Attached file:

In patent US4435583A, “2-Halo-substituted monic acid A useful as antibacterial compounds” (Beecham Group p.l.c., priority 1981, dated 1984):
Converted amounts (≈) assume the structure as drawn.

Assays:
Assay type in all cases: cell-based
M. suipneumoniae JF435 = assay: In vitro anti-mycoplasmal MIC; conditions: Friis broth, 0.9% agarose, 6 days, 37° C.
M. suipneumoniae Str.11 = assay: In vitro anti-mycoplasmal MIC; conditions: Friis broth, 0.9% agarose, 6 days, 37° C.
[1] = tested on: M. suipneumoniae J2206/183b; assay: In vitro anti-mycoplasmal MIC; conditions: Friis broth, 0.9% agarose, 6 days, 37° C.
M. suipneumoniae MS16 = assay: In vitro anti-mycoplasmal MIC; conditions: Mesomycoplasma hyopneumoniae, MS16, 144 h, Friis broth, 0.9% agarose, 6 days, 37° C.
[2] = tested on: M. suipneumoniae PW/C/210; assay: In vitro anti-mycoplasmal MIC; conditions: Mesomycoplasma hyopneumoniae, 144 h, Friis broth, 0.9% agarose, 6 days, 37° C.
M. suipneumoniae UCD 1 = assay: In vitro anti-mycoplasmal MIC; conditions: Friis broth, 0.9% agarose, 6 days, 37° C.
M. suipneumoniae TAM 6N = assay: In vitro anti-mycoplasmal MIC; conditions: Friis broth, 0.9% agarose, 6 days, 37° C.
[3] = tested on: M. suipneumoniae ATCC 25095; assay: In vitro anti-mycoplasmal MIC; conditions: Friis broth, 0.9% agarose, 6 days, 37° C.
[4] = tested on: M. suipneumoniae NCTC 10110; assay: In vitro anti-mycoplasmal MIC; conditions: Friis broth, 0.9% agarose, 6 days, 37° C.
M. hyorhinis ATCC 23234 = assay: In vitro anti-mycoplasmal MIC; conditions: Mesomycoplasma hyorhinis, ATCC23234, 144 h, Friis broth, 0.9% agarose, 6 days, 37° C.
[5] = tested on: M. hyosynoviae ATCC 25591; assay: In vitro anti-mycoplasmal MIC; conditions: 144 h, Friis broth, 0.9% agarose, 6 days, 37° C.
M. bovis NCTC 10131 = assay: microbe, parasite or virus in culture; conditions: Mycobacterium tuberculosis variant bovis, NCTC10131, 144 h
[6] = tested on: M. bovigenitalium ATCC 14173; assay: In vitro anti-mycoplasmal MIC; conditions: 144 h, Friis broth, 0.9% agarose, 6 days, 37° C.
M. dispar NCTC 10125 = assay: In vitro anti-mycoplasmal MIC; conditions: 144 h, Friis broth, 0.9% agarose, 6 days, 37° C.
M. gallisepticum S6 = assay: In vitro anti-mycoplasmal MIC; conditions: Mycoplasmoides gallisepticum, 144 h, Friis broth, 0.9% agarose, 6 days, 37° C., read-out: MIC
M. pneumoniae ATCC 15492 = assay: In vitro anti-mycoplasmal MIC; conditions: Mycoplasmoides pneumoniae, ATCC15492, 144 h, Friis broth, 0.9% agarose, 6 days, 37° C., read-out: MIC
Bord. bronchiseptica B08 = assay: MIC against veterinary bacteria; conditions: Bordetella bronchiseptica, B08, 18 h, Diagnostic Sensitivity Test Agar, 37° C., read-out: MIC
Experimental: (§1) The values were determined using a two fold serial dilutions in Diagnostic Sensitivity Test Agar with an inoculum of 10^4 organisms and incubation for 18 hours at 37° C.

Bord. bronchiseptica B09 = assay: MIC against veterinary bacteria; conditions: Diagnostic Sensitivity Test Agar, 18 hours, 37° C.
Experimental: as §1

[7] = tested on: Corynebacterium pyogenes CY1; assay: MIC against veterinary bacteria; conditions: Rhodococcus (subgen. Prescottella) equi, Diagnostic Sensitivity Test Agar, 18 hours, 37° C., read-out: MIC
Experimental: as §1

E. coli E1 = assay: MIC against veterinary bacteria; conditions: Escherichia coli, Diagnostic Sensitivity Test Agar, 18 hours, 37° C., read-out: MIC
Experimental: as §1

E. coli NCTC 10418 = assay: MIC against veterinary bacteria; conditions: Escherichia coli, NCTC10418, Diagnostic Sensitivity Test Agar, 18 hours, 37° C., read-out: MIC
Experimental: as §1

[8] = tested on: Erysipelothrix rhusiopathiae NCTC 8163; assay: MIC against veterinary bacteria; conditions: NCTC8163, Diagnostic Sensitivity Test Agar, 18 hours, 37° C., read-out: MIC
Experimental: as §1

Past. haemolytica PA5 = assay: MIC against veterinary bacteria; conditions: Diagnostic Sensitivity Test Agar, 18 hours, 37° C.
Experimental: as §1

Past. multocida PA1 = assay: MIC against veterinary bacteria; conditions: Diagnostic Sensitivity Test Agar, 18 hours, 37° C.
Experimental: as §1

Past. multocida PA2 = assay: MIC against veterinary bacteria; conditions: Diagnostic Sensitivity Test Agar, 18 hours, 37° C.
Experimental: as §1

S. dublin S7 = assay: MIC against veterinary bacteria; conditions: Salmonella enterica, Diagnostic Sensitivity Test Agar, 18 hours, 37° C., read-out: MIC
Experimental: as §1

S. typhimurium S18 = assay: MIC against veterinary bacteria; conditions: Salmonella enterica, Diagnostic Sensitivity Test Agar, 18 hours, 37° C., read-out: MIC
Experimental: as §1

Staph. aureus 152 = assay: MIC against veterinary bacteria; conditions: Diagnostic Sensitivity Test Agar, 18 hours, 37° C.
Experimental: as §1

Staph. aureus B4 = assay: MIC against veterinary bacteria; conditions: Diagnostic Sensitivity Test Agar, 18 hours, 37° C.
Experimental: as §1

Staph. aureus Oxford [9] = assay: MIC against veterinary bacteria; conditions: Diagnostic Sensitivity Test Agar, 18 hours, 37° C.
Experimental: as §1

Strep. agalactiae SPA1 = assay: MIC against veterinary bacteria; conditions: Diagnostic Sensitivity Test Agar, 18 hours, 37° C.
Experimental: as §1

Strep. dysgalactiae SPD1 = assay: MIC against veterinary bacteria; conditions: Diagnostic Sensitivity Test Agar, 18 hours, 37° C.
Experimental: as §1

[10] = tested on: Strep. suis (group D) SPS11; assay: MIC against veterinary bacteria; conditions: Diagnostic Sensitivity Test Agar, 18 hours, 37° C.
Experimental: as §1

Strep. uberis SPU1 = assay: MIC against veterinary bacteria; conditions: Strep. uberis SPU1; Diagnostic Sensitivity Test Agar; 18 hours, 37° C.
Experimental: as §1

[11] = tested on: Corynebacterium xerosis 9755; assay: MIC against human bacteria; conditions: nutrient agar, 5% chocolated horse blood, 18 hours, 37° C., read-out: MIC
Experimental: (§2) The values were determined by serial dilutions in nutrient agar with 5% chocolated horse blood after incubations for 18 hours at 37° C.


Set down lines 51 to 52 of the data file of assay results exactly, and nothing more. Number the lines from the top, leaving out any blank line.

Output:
Strep. dysgalactiae SPD1 = assay: MIC against veterinary bacteria; conditions: Diagnostic Sensitivity Test Agar, 18 hours, 37° C.
Experimental: as §1